In one sign of strength in the housing market, the inventory of foreclosed homes for sale is shrinking, along with completed foreclosures.
At its worst, the housing market saw 117,000 completed foreclosures in September 2010. According to the latest data from CoreLogic, there were only 37,000 completed foreclosures in April, down from 43,000 in April 2015.
As of April 2016, the national foreclosure inventory included approximately 406,000, or 1.1%, of all homes with a mortgage compared with 530,000 homes, or 1.4%, in April 2015. The April 2016 foreclosure inventory rate is the lowest for any month since September 2007, a year before the start of the financial crisis.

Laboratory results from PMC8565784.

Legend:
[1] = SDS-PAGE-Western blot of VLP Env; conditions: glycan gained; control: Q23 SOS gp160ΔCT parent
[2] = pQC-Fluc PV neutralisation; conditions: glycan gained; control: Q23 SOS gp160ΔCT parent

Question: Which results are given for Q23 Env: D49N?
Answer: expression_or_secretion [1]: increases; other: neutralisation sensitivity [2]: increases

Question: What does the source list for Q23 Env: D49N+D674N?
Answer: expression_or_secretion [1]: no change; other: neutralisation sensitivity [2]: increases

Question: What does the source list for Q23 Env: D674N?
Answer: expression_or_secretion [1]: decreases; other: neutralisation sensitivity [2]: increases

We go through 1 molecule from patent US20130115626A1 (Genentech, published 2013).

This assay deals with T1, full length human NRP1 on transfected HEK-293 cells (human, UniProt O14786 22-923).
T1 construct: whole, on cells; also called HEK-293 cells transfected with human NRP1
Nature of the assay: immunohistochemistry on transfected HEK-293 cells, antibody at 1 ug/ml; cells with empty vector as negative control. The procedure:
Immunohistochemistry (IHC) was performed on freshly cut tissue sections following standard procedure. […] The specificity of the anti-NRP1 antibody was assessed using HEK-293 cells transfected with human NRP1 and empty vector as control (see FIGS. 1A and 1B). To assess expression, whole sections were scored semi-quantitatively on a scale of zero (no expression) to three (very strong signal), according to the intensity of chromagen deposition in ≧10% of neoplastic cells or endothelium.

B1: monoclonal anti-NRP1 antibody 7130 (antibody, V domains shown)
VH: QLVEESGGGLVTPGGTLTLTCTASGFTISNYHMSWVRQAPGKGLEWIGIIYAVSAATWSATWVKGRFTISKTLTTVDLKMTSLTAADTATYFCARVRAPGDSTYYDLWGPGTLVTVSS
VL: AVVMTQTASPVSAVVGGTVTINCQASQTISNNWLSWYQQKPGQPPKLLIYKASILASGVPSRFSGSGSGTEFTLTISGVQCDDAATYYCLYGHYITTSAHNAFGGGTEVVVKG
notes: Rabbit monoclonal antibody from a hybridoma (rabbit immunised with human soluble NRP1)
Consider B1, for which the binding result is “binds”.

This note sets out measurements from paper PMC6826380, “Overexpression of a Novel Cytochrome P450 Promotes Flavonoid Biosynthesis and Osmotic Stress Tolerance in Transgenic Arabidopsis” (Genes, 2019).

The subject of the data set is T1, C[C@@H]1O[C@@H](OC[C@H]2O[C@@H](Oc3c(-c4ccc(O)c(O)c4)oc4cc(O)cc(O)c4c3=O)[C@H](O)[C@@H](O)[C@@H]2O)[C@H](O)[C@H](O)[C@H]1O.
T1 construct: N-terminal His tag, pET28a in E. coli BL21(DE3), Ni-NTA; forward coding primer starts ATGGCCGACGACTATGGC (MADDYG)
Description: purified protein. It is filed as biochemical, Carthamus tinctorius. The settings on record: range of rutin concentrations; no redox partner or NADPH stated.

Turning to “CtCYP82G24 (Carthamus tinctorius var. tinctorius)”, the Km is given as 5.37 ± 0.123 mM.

“The recovery in home prices and improved labor market have contributed to the drop in seriously delinquent rates,” said Dr. Frank Nothaft, chief economist for CoreLogic. “Over the 12 months through April, the CoreLogic Home Price Index for the U.S. rose 6.2% and the labor market gained 2.6 million jobs. We also found that the seriously delinquent rate fell by about three-quarters of a percentage point.”
All good news. Even better, the number of homeowners who owe more on their mortgages than their homes are worth is down by two-thirds since its 2010 peak. The only downside, there are still about four million underwater homeowners, according to CoreLogic estimates.
The decline in foreclosures is not just good news for individual homeowners. It is also good news for the overall housing market. A foreclosure in a neighborhood tends to reduce the value of surrounding property. Fewer foreclosures might reduce the inventory of available homes, but it increases the value of available homes.